Global automakers have urged China to delay and soften planned quotas for sales of electric and hybrid cars, saying the current proposals are impossible to meet and would cause big disruption to their businesses, according to a letter seen by Reuters. David Pollard reports.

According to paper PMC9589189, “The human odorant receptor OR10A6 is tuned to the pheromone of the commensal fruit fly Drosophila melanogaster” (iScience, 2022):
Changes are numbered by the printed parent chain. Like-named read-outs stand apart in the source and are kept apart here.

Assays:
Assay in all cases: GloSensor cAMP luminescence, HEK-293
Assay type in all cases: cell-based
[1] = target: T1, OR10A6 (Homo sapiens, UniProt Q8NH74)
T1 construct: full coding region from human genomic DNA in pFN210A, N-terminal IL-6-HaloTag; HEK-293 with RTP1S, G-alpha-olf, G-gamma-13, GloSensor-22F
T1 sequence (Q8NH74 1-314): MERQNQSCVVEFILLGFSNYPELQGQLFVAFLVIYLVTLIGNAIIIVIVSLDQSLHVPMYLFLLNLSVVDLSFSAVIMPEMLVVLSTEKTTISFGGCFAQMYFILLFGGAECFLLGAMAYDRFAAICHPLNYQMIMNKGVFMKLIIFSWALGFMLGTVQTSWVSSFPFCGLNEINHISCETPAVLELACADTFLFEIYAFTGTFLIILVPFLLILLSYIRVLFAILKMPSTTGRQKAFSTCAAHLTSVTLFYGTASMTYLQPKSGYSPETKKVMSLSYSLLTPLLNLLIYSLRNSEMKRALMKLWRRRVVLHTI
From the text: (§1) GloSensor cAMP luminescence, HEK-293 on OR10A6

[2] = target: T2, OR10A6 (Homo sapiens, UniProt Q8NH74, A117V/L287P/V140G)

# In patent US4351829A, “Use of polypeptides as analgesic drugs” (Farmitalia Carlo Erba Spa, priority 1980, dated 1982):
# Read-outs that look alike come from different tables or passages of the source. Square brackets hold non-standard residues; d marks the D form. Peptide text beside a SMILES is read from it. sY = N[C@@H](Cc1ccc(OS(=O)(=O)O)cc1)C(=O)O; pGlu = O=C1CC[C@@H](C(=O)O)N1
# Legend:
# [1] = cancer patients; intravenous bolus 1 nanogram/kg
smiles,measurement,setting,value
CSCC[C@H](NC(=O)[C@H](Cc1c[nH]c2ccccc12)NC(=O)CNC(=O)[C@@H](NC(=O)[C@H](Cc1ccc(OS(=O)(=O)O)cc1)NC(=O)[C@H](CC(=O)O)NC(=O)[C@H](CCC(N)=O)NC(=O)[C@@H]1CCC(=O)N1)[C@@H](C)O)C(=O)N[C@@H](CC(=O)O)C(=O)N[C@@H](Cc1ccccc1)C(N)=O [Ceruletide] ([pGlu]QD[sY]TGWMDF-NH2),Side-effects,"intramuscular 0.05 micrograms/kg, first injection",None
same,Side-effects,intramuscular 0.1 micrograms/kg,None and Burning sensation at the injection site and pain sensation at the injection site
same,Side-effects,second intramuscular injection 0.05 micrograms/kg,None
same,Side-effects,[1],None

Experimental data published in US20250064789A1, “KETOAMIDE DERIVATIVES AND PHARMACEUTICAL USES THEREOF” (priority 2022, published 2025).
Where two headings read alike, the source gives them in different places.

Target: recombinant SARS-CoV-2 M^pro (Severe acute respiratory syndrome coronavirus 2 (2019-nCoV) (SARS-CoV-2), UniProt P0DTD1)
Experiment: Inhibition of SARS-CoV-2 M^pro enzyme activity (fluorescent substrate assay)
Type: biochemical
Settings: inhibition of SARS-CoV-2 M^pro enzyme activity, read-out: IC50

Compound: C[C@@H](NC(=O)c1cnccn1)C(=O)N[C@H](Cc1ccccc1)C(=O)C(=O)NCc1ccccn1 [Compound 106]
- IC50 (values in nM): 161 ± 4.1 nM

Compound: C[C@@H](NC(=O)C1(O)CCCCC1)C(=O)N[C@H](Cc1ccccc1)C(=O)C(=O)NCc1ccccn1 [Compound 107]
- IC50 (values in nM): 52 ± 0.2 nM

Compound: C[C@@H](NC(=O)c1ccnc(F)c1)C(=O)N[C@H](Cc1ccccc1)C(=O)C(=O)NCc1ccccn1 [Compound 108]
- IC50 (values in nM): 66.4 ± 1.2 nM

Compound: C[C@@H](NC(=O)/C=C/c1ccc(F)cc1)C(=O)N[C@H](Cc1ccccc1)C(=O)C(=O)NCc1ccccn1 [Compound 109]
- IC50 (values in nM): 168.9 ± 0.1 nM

Going green is going mainstream. But for foreign carmakers selling or operating in China, perhaps a little too fast. American, European, Japanese and Korean carmaker associations now calling on Beijing to slow the process down. China wants a fifth of all vehicle sales to be electric and hybrid by 2025 - with quotas staggered from next year. In a letter to the government, the carmakers say enforcement dates are impossible to meet. And if, unchanged, will lead to widespread disruption of their business. They also call for equal treatment of Chinese and foreign makers - who are currently excluded from full subsidies for NEVs and batteries. It is, says one analyst, little surprise given the possible intent of the quota system itself. SOUNDBITE (English) CMC MARKETS, MARKET ANALYST, DAVID MADDEN, SAYING: "This is a classic move by Beijing to actually ensure that Chinese customers are buying Chinese-purchase cars. This is very much a protectionist decision by Beijing. The ball is very much in their court." Chinese-owned Volvo pledged this month to make all its new vehicles fully electric or hybrid by 2019. A move seen as putting it in direct competition with Elon Musk's Tesla.